Plans of Lighting a Million Lives are simple; provide a village that is without electricity rechargeable lamps on rent. They will be charged via mobile solar generators that can also run LED lights/fans. This project works by constructing a “recharging room” in the village that is connected with a solar-powered generator. This room houses rechargeable lamps which are charged throughout the day. Each lamp is then rented out from dusk till dawn for a nominal fee of a few rupees.

Under this project, 72 villages in the districts of Sahiwal, Mianwali, Lodhran, Dera Ghazi Khan, Dera Ismail Khan, Bahawalpur and Chiniot have already been provided this facility, with 70 more in pipeline. It is planned to further reach out to Mardan, Khushab, Gujrat, Kasur and Bahawalnagar in the next six months.

Opinion

Editorial

Miftah’s misery
Updated 06 Jul, 2022

Miftah’s misery

It cannot be easy to be finance minister in times like these, with friend and foe alike gunning for you over difficult decisions.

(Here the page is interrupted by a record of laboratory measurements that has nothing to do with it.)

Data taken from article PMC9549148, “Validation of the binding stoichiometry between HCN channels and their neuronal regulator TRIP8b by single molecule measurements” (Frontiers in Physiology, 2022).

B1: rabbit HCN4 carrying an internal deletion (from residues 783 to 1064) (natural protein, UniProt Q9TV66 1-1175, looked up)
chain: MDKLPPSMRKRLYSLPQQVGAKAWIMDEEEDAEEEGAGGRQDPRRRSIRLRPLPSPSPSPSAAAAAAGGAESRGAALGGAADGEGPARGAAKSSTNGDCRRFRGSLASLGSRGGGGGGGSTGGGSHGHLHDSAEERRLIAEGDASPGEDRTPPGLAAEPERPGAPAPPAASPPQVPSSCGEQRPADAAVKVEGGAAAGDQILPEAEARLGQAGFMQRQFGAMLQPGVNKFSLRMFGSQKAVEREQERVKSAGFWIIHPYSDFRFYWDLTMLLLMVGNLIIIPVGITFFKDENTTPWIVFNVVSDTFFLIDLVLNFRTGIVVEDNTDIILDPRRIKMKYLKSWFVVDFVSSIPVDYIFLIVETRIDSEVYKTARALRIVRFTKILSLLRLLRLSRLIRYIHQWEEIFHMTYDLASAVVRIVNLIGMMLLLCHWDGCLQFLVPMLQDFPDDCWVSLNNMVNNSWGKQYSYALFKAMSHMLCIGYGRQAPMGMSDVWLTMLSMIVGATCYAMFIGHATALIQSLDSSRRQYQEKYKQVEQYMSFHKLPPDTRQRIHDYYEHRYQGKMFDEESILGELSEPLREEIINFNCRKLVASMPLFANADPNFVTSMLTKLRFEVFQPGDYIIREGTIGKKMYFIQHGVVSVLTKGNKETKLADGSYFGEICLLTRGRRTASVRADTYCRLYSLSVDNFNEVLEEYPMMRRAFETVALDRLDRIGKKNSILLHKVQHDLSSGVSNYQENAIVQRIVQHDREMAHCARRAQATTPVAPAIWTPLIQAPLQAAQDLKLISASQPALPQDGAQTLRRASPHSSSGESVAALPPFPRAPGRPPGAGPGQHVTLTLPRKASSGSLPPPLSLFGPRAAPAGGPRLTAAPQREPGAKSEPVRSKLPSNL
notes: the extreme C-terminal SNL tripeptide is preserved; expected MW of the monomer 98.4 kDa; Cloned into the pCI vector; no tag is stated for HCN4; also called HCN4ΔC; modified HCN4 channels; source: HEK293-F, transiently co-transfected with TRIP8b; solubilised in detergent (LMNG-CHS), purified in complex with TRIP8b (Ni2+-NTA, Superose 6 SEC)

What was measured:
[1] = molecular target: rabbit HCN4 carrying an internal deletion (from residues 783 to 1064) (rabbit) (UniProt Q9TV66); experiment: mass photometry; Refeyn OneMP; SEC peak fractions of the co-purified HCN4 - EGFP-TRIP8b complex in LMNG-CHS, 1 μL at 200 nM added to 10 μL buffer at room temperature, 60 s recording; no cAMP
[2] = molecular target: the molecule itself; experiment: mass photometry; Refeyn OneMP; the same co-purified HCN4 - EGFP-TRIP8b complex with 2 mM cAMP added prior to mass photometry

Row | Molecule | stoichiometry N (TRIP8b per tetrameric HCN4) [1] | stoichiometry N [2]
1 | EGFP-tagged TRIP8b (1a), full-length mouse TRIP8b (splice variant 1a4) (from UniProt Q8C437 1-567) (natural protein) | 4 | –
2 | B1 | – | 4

Phone tapping
06 Jul, 2022

Phone tapping

IT is the season of audio leaks. No sooner does one ‘incriminating’ clip lose its shock value than another...
Transgender job quota
06 Jul, 2022

Transgender job quota

IN a society where transgender persons often face violence and abuse, the Sindh Assembly’s decision to reserve a...
Warming ties
05 Jul, 2022

Warming ties

BILATERAL ties with the US are clearly on the mend after an extensive rough patch under the PTI government. While ...
LNG emergency
Updated 05 Jul, 2022

LNG emergency

The problem is that Pakistan does not have sufficient cash at the moment to buy even a single LNG cargo at present prices.
The invisible half
05 Jul, 2022

The invisible half

WHAT better illustrates the Afghan Taliban’s misogynistic and mediaeval worldview than the fact that not a single...